Disability rights groups join challenge to ‘public charge’ rule

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A coalition of 17 disability advocacy and civil rights groups filed a brief in support of a lawsuit filed by 21 states against the Trump administration’s “public charge” rule, which would expand the forms of public aid that could disqualify immigrants from receiving green cards.

In the amicus brief filed Tuesday in the Eastern District of Washington, the groups, which include the Center for Public Representation (CPR), the American Civil Liberties Union (ACLU), the Autistic Self-Advocacy Network and the American Association of People with Disabilities, argue the rule will restrict disabled people from becoming citizens.ADVERTISEMENT

The rule, announced in mid-August, is scheduled to take effect Oct. 15. It would add programs including food stamps and Medicaid to those the government can cite to claim an immigrant is likely to become a “public charge” and deny them a green card.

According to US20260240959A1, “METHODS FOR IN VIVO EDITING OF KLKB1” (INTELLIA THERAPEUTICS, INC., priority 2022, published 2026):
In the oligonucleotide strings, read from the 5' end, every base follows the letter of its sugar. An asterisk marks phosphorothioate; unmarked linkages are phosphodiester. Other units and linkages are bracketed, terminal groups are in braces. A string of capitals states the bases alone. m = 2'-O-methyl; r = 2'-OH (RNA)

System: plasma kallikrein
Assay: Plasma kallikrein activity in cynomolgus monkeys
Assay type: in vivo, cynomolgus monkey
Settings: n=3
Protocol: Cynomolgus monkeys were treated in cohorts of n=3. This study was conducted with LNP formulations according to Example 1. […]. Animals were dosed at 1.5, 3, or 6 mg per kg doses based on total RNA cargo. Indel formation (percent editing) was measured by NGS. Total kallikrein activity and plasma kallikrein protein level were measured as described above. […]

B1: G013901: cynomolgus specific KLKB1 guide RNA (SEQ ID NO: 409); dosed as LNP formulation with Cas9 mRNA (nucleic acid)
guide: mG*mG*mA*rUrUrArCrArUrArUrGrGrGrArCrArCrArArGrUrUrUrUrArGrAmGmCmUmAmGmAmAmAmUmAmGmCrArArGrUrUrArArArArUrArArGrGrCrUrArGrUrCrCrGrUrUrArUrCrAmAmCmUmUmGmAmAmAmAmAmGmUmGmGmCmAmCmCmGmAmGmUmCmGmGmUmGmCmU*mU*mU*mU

“In the new test, they have really taken these multiple factors in a way that per se excludes people with disabilities,” Alison Barkoff, director of advocacy at the CPR, told The Hill.

For example, she said, while the public-charge rule has historically factored in health, “now they’ve basically taken this health factor and defined it as disability,” she said.

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